Eva Longoria, Scarlett Johansson, other stars sparkle at DNC
CHARLOTTE, N.C. — Those flipping through TV channels might have thought they’d stumbled across a Hollywood awards ceremony: there were Eva Longoria, Scarlett Johansson and Kerry Washington dressed up and giving speeches during prime time; Tom Hanks narrating a tribute to veterans; Mary J. Blige and the Foo Fighters performing and James Taylor making folksy jokes against a backdrop of wilderness pictures.
And just when you wondered if it was Oscar season again, serious-looking people in suits started talking about some guy named Barack Obama.
Democrats have long looked to Hollywood celebrities for fundraising help. But on Thursday, the last night of the Democratic National Convention here, they asked celebrities for help putting on a show.
It might have been a risk — Republicans likely regretted bringing celebrities onstage at their convention after Clint Eastwood delivered a somewhat rambling criticism of Obama by speaking to a chair. And the Democrats’ emphasis on celebrities is sure to invoke the scorn of the right, which has criticized the president for his coziness with Hollywood.
Maybe that’s why the speeches downplayed the celebrities’ millions and emphasized their working-class roots (because let’s admit it, details about celebrities’ childhoods are probably more interesting anyway).
“I speak to you not as a representative of young Hollywood,” Johansson said, “but as a representative of the many millions of young Americans, particularly young women, who depend on public and nonprofit programs to help them survive.”
Johansson, dressed in rust-colored pants, stilettos, a tan blazer and a shirt featuring an American flag, spoke of growing up in a struggling middle-class family in New York City and living in a housing development for lower-middle-class families. Her family depended on benefits for school transport and food, she said, and some of her friends still depend on Planned Parenthood and Medicaid.
“That’s why I’m here today,” she said. “To use whatever attention I’m fortunate enough to receive to shed the spotlight on what’s at stake for all of us.”
Johansson then had a line that might have made hearts in the Obama campaign skip a beat.
“I’m not going to tell you who to vote for,” she said. “I’m here to ask you to commit to vote.”
Longoria, wearing a blue dress with her hair down, spoke of growing up in Corpus Christi, Texas, the youngest of four girls, including a sister with special needs. Her father worked on an Army base, her mother was a special ed teacher, and “in my family, there was one cardinal priority: education,” she said. Because money was tight, she said, Longoria changed oil in a mechanic’s shop, flipped burgers at Wendy’s, taught aerobics and worked on campus to help pay back her loans.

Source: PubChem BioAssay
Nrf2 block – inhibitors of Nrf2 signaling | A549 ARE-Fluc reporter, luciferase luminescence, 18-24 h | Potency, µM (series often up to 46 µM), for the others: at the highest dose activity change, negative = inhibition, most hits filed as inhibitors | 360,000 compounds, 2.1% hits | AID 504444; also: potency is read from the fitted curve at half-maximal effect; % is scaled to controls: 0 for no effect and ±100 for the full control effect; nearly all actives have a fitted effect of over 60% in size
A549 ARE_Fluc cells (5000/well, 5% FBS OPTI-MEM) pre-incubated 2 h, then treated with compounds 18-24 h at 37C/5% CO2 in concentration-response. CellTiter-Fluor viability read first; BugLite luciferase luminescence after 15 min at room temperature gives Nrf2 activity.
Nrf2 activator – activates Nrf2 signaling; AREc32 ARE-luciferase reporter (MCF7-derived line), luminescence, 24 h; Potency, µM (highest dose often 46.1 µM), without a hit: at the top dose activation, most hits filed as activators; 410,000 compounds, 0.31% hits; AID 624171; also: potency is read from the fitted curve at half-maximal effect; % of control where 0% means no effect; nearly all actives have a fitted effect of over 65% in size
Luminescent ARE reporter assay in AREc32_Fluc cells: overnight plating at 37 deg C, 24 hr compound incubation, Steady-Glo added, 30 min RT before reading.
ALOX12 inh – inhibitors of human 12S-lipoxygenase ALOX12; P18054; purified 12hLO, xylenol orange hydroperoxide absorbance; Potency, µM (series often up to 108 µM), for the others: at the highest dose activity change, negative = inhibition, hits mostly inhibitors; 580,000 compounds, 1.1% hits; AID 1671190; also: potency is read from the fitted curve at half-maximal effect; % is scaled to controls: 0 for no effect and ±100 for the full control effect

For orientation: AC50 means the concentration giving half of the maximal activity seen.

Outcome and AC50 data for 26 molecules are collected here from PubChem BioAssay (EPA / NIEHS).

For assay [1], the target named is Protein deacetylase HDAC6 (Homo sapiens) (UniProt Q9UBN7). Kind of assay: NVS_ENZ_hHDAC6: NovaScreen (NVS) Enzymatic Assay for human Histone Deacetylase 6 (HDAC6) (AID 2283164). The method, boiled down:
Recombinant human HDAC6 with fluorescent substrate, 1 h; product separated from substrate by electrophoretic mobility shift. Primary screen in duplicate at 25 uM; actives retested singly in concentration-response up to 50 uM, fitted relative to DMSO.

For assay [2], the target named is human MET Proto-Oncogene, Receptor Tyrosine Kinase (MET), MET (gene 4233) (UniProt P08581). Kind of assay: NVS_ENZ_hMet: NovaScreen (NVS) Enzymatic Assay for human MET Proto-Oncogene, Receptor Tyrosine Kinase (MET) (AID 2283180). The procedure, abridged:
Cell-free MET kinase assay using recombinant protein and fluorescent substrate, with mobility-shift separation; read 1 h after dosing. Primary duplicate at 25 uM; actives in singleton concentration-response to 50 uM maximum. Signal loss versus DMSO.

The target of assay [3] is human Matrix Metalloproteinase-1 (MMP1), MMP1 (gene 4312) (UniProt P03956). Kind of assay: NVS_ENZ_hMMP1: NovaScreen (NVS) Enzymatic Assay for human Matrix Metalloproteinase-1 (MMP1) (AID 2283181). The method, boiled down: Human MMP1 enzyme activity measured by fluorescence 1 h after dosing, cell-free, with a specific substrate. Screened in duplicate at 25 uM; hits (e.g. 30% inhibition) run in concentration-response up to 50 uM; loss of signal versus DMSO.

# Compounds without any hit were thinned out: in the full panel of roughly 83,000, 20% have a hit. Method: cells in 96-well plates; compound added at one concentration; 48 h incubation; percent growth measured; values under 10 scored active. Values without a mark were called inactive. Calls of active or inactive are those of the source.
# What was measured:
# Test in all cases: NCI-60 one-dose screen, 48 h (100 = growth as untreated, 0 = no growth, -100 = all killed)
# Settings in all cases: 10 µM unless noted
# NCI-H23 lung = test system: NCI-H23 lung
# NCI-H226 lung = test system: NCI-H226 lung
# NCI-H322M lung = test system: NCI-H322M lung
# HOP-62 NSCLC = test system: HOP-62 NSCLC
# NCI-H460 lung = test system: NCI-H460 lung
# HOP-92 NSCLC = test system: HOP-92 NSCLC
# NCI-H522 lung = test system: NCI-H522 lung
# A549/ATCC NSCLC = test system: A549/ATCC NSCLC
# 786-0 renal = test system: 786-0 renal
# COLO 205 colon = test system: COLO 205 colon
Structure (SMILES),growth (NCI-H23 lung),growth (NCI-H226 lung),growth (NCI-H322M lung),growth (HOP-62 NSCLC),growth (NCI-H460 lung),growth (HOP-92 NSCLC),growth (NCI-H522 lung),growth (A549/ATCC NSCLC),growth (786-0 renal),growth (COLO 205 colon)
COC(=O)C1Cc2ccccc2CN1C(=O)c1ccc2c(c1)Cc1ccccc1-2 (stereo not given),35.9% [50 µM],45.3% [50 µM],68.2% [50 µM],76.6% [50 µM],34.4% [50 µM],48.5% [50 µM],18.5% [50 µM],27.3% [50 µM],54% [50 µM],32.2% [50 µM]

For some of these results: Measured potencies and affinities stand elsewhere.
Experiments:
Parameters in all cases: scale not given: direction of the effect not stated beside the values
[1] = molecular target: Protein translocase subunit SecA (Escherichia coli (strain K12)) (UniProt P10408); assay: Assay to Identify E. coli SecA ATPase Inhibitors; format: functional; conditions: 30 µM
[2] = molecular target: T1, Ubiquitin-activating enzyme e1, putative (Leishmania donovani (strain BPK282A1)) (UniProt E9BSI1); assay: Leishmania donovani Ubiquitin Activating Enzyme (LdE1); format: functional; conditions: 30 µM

That biography led Longoria, co-chair of Obama’s reelection campaign, to a succinct attack on the president’s Republican opponent, Mitt Romney.
“Mitt Romney would raise taxes on middle-class families to cut his own and mine. And that’s not who we are as a nation. And I’ll tell you why,” she said. “The Eva Longoria who worked at Wendy’s flipping burgers, she needed a tax break. But the Eva Longoria who worked on movie sets does not.”
Washington, who led off the celebrity trifecta but is probably the least well-known of the three, also talked about how Obama and the policies he supports had helped her.
“I’m here not just as an actress,” Washington said, “but as a woman, an African American, a granddaughter of immigrants who came from Ellis island, a person who could not have afforded college without the help of student loans and as one of millions of volunteers working to reelect President Obama.”
Washington stars in the ABC drama “Scandal,” and was also in the film “The Last King of Scotland.”
Other celebrities didn’t make an appearance on the stage, but were spotted in Charlotte throughout the week, including actors Tony Shalhoub, Wayne Knight (Newman from “Seinfeld”) and Rose Byrne, who was trying to make her way through the crowds at Time Warner Arena on Tuesday night like the rest of the hoi polloi.
On Thursday it was a musician who might have had the best line of the night.
James Taylor entertained the crowd by singing “Carolina on My Mind,” “You’ve Got a Friend” and “How Sweet it is To be Loved By You.” But as Taylor walked on stage, he threw in an ad-lib of his own.
“Don’t worry about the empty chair!” he said. “I’m just gonna sit in it, not talk to it!”